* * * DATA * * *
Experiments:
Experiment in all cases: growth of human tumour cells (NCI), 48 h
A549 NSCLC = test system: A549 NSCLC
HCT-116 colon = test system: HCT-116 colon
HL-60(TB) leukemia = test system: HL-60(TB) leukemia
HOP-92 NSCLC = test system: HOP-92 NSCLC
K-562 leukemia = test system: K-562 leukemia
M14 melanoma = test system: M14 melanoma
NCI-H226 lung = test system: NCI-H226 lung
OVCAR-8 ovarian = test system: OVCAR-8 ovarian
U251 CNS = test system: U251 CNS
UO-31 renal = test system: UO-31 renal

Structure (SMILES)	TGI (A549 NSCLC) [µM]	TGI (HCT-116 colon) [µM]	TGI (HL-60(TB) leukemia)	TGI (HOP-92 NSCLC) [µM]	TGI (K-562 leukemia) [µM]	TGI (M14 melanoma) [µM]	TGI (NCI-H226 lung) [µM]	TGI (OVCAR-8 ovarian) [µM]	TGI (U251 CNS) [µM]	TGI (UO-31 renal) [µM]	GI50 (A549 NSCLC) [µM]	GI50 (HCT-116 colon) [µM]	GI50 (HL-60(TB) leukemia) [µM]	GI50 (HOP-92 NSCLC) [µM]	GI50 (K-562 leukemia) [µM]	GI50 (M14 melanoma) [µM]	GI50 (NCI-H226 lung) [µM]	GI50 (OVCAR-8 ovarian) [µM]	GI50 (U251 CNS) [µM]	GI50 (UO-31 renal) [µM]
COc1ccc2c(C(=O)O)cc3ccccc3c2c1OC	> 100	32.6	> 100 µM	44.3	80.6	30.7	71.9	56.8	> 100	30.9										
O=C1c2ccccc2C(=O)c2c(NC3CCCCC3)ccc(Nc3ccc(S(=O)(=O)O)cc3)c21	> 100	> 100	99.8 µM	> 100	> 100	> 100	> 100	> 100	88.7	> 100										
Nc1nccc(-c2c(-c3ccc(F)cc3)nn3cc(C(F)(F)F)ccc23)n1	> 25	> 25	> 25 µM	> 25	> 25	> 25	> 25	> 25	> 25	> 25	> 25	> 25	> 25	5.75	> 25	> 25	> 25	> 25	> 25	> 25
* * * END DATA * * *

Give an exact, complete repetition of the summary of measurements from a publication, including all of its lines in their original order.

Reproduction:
Experiments:
Experiment in all cases: growth of human tumour cells (NCI), 48 h
A549 NSCLC = test system: A549 NSCLC
HCT-116 colon = test system: HCT-116 colon
HL-60(TB) leukemia = test system: HL-60(TB) leukemia
HOP-92 NSCLC = test system: HOP-92 NSCLC
K-562 leukemia = test system: K-562 leukemia
M14 melanoma = test system: M14 melanoma
NCI-H226 lung = test system: NCI-H226 lung
OVCAR-8 ovarian = test system: OVCAR-8 ovarian
U251 CNS = test system: U251 CNS
UO-31 renal = test system: UO-31 renal

Structure (SMILES)	TGI (A549 NSCLC) [µM]	TGI (HCT-116 colon) [µM]	TGI (HL-60(TB) leukemia)	TGI (HOP-92 NSCLC) [µM]	TGI (K-562 leukemia) [µM]	TGI (M14 melanoma) [µM]	TGI (NCI-H226 lung) [µM]	TGI (OVCAR-8 ovarian) [µM]	TGI (U251 CNS) [µM]	TGI (UO-31 renal) [µM]	GI50 (A549 NSCLC) [µM]	GI50 (HCT-116 colon) [µM]	GI50 (HL-60(TB) leukemia) [µM]	GI50 (HOP-92 NSCLC) [µM]	GI50 (K-562 leukemia) [µM]	GI50 (M14 melanoma) [µM]	GI50 (NCI-H226 lung) [µM]	GI50 (OVCAR-8 ovarian) [µM]	GI50 (U251 CNS) [µM]	GI50 (UO-31 renal) [µM]
COc1ccc2c(C(=O)O)cc3ccccc3c2c1OC	> 100	32.6	> 100 µM	44.3	80.6	30.7	71.9	56.8	> 100	30.9										
O=C1c2ccccc2C(=O)c2c(NC3CCCCC3)ccc(Nc3ccc(S(=O)(=O)O)cc3)c21	> 100	> 100	99.8 µM	> 100	> 100	> 100	> 100	> 100	88.7	> 100										
Nc1nccc(-c2c(-c3ccc(F)cc3)nn3cc(C(F)(F)F)ccc23)n1	> 25	> 25	> 25 µM	> 25	> 25	> 25	> 25	> 25	> 25	> 25	> 25	> 25	> 25	5.75	> 25	> 25	> 25	> 25	> 25	> 25